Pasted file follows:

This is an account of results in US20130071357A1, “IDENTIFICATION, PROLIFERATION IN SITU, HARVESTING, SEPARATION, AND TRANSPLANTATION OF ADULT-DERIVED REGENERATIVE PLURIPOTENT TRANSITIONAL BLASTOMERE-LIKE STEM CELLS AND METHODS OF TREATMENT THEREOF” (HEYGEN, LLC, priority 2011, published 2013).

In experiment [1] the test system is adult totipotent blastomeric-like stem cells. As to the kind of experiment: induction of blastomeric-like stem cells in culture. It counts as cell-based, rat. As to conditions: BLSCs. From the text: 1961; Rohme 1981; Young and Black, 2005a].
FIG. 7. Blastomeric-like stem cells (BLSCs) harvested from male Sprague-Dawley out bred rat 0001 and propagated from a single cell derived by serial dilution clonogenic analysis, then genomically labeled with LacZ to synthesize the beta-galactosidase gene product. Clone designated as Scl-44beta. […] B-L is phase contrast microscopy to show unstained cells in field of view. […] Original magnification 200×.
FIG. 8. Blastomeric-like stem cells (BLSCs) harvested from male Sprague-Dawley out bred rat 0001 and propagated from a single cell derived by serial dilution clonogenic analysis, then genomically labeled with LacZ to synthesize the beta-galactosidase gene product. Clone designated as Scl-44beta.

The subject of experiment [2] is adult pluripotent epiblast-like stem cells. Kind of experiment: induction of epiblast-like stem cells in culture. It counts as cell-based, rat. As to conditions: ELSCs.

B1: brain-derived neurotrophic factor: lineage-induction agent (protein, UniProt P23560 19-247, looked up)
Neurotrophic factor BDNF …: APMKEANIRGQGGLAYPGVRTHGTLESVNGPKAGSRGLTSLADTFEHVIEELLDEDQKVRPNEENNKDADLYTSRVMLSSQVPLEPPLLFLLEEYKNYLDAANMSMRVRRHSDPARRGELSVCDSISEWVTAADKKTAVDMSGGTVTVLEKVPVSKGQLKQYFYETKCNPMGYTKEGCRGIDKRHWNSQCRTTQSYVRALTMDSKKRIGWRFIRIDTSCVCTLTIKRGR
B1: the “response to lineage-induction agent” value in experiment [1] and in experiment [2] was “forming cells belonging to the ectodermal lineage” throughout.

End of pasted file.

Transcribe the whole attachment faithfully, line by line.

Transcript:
This is an account of results in US20130071357A1, “IDENTIFICATION, PROLIFERATION IN SITU, HARVESTING, SEPARATION, AND TRANSPLANTATION OF ADULT-DERIVED REGENERATIVE PLURIPOTENT TRANSITIONAL BLASTOMERE-LIKE STEM CELLS AND METHODS OF TREATMENT THEREOF” (HEYGEN, LLC, priority 2011, published 2013).

In experiment [1] the test system is adult totipotent blastomeric-like stem cells. As to the kind of experiment: induction of blastomeric-like stem cells in culture. It counts as cell-based, rat. As to conditions: BLSCs. From the text: 1961; Rohme 1981; Young and Black, 2005a].
FIG. 7. Blastomeric-like stem cells (BLSCs) harvested from male Sprague-Dawley out bred rat 0001 and propagated from a single cell derived by serial dilution clonogenic analysis, then genomically labeled with LacZ to synthesize the beta-galactosidase gene product. Clone designated as Scl-44beta. […] B-L is phase contrast microscopy to show unstained cells in field of view. […] Original magnification 200×.
FIG. 8. Blastomeric-like stem cells (BLSCs) harvested from male Sprague-Dawley out bred rat 0001 and propagated from a single cell derived by serial dilution clonogenic analysis, then genomically labeled with LacZ to synthesize the beta-galactosidase gene product. Clone designated as Scl-44beta.

The subject of experiment [2] is adult pluripotent epiblast-like stem cells. Kind of experiment: induction of epiblast-like stem cells in culture. It counts as cell-based, rat. As to conditions: ELSCs.

B1: brain-derived neurotrophic factor: lineage-induction agent (protein, UniProt P23560 19-247, looked up)
Neurotrophic factor BDNF …: APMKEANIRGQGGLAYPGVRTHGTLESVNGPKAGSRGLTSLADTFEHVIEELLDEDQKVRPNEENNKDADLYTSRVMLSSQVPLEPPLLFLLEEYKNYLDAANMSMRVRRHSDPARRGELSVCDSISEWVTAADKKTAVDMSGGTVTVLEKVPVSKGQLKQYFYETKCNPMGYTKEGCRGIDKRHWNSQCRTTQSYVRALTMDSKKRIGWRFIRIDTSCVCTLTIKRGR
B1: the “response to lineage-induction agent” value in experiment [1] and in experiment [2] was “forming cells belonging to the ectodermal lineage” throughout.